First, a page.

Early Doors

Vieira deserves place among greats

Early Doors

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So long, Le Long.

Patrick Vieira has decided to hang up his boots in order to take a cushy upstairs role at Manchester City. Having recently turned 35, the Frenchman's 18-month contract at City had expired. Rather than try and negotiate one final pay day and continue to be trotted out from the bench for another season, the tough-tackling midfield general has instead called time on a glittering 18-year professional career.

The days of those rangy runs from box to box and those long limbs flying in with crunching tackles which drove Arsenal to so much success are gone for good. No more will we see that perfectly spherical head atop his 6' 3" frame which, along with the likes of Thierry Henry and Kanu, added a height advantage to that Gunners side which Arsene Wenger could so do with among his current charges.

The man who made Vicks VapoRub an acceptable footballer's accessory may have played 727 games as a pro for six different clubs and his country, but he will always be inextricably linked with the Gunners.

Early Doors noted with extreme dissatisfaction how Vieira was overlooked for a central midfield berth in our Greatest Premier League XI. Despite topping our experts' poll, Vieira was nudged out of the reckoning by Steven Gerrard in our readers' vote. Liverpool fans have form when it comes to hijacking polls with online votes for their inspirational captain, but really? Three Premier League titles and five FA Cups would indicate Vieira was more than a little tasty, not to mention four Serie A titles (five if you include the one earned at Juventus which was later stripped from him and his team-mates there). Oh, and a World Cup, European Championship and Confederations Cup, while we're at it.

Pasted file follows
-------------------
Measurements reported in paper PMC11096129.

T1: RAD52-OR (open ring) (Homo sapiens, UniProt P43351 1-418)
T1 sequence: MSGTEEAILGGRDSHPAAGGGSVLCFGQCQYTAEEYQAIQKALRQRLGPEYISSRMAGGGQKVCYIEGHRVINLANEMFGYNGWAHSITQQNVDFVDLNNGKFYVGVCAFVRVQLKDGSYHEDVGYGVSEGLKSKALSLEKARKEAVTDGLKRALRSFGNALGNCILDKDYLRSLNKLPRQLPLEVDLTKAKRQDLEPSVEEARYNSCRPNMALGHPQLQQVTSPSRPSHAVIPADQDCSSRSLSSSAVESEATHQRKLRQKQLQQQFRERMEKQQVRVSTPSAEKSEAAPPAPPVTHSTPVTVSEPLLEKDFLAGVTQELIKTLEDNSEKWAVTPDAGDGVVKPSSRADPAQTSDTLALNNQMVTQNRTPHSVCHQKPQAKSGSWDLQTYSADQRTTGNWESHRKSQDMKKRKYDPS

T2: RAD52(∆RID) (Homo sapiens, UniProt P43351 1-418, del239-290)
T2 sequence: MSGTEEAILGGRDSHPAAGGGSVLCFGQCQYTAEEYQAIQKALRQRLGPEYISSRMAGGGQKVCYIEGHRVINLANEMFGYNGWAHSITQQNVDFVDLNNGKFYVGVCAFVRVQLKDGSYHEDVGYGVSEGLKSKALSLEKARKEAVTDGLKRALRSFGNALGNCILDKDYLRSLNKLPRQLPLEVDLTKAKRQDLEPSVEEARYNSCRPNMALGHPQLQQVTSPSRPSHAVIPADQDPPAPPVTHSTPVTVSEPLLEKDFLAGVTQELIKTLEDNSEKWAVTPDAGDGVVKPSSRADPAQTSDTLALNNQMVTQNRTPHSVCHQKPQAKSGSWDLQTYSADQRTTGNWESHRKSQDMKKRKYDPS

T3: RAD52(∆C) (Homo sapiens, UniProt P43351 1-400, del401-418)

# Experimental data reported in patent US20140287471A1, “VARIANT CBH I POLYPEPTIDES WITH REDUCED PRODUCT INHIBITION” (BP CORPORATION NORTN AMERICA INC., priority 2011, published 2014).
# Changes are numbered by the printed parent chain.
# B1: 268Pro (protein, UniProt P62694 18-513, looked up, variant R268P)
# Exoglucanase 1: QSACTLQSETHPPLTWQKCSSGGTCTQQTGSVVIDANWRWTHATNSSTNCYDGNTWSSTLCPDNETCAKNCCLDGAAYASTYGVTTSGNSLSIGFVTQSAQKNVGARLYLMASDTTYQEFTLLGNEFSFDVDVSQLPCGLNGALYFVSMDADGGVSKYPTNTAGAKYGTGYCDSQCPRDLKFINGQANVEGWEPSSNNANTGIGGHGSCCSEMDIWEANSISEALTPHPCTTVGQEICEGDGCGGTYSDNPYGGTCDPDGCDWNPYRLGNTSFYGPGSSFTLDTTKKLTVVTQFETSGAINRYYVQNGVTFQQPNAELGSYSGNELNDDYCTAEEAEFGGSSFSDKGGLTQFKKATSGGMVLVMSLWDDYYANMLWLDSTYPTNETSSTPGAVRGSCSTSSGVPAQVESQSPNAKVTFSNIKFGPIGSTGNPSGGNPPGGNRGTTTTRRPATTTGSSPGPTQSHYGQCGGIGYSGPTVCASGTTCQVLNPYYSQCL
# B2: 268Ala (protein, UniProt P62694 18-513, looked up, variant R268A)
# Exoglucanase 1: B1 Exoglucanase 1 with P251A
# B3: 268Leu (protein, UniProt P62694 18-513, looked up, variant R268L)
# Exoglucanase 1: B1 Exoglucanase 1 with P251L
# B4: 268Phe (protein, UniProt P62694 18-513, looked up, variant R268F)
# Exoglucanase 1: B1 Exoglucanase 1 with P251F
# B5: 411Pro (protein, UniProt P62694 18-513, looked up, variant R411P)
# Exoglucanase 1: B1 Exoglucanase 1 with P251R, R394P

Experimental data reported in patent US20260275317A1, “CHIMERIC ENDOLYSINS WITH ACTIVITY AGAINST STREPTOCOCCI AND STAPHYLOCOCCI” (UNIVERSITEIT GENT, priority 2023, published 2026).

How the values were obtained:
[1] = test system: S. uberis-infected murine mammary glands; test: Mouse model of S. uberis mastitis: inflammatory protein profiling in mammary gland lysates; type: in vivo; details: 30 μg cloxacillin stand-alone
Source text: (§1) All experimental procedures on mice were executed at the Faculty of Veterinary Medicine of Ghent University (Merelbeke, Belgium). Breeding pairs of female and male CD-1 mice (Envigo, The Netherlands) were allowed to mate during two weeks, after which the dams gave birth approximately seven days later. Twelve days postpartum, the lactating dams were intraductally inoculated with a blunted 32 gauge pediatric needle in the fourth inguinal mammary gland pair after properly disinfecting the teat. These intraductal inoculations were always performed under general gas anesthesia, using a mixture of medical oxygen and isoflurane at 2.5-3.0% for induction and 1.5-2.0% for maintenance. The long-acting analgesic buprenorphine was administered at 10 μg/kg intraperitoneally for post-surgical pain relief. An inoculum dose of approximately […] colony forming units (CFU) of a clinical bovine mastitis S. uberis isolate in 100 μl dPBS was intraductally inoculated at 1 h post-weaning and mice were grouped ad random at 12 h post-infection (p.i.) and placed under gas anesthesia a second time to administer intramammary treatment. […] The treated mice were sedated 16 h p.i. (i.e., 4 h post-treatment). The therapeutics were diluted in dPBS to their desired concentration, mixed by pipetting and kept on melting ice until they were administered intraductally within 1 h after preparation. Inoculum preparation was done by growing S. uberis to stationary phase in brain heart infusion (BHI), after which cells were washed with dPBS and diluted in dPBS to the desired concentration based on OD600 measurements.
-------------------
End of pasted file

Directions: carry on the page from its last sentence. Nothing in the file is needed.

Vieira's first title at Arsenal came in the 1997-98 season, although that campaign saw Emmanuel Petit as the main man in the Gunners midfield. The next two, however, were all about Vieira, or La Grande Saucisse, as he was nicknamed by team-mates.

Vieira skippered Arsenal through one of those victorious campaigns unbeaten in the league, and lifted the club's last major trophy, the 2005 FA Cup.

After working with him at Internazionale, Roberto Mancini made the canny move of bringing the man who helped him to four straight Scudettos at the Giuseppe Meazza. Vieira was enlisted to help instil a winning mentality into a club which had virtually forgotten what it felt like to lift silverware. Just 18 months later, City won their first trophy for 35 years and qualified directly for the Champions League. Mission accomplished, and all without adding to the haul of 10 red cards picked up in English football during his nine years at Arsenal.

Now he has been rewarded with the job of Football Development Executive at the club. ED thought the Director of Football Strategy role handed to Damien Comolli at Liverpool was the last word in pseudo-corporate job titles in the Premier League, but there you are.